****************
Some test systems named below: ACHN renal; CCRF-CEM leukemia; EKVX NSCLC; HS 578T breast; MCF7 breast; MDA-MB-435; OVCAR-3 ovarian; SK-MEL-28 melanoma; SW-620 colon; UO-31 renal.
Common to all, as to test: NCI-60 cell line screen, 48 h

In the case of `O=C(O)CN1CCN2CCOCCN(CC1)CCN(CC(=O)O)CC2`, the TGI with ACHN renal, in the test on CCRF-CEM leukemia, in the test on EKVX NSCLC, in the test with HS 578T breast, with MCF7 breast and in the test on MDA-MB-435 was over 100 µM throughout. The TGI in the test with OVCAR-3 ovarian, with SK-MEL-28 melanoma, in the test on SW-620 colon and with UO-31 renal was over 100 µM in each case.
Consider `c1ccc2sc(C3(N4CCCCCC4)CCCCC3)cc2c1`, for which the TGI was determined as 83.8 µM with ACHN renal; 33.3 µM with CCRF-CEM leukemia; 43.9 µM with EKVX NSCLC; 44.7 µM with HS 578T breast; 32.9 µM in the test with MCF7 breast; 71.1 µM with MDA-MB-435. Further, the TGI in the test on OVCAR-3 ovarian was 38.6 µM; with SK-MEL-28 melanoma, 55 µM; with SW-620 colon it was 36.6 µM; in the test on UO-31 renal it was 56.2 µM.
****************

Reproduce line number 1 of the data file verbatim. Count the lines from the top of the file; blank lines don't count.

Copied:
Some test systems named below: ACHN renal; CCRF-CEM leukemia; EKVX NSCLC; HS 578T breast; MCF7 breast; MDA-MB-435; OVCAR-3 ovarian; SK-MEL-28 melanoma; SW-620 colon; UO-31 renal.